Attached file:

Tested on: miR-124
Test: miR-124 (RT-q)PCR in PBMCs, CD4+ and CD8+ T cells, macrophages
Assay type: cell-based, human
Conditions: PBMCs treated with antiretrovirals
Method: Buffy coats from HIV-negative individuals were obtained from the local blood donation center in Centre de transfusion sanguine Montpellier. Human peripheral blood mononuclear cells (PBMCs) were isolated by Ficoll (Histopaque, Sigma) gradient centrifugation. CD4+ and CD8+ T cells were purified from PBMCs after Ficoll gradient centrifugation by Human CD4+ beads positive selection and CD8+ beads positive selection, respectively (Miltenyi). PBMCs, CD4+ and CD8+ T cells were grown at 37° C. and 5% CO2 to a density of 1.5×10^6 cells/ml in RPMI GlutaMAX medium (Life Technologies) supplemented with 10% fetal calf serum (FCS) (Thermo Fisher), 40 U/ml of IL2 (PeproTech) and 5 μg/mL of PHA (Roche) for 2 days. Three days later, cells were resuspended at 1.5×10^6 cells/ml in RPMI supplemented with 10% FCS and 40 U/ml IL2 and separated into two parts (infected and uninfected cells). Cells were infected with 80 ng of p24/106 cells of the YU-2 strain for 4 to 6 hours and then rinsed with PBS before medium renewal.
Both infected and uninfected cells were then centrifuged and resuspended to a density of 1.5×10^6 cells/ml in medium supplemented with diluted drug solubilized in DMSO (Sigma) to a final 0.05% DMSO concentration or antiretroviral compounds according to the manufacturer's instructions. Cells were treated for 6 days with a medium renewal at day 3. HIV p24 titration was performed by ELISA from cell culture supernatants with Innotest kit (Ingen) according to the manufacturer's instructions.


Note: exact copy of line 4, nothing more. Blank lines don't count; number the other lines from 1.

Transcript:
Conditions: PBMCs treated with antiretrovirals